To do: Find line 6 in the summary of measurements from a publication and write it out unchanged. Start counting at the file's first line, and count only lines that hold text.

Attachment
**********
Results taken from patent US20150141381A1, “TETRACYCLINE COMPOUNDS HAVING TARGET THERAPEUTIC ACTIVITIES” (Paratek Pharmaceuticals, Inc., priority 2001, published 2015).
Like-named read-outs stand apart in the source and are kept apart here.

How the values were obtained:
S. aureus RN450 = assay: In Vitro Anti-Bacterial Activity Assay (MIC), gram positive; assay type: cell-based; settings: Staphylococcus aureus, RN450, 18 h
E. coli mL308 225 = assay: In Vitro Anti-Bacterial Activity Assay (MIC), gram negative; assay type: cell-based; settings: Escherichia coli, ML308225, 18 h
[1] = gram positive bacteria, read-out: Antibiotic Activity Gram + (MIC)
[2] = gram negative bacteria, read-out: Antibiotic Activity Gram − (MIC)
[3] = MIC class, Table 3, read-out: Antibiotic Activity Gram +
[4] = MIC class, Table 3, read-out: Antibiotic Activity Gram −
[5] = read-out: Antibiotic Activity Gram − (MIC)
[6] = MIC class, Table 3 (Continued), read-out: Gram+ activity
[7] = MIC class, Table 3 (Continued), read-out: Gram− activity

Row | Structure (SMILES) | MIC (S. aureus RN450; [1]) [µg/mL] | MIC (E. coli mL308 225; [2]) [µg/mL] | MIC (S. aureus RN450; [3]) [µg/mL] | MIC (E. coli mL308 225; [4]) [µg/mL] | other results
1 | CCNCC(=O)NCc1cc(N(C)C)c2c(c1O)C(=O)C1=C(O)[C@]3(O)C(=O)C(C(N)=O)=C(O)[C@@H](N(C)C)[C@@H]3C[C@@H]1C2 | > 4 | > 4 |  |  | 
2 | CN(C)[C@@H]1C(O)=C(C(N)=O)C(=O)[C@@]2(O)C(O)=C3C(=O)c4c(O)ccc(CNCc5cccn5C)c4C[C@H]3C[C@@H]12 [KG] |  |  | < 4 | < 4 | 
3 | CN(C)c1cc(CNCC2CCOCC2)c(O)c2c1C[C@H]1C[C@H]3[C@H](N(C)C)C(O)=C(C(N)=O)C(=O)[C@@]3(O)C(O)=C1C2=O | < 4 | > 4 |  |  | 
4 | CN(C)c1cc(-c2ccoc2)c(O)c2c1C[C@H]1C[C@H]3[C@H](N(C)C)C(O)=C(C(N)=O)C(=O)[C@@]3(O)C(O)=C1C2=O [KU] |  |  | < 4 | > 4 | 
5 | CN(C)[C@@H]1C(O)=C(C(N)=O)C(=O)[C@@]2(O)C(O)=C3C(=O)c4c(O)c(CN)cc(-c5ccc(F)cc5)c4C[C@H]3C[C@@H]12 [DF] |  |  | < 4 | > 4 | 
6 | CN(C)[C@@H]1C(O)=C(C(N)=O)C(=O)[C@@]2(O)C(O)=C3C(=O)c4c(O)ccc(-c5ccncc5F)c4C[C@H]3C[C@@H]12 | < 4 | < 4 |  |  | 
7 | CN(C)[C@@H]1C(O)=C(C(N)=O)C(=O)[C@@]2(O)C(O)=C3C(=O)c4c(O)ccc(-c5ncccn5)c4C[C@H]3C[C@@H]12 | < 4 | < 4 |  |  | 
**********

[1] = gram positive bacteria, read-out: Antibiotic Activity Gram + (MIC)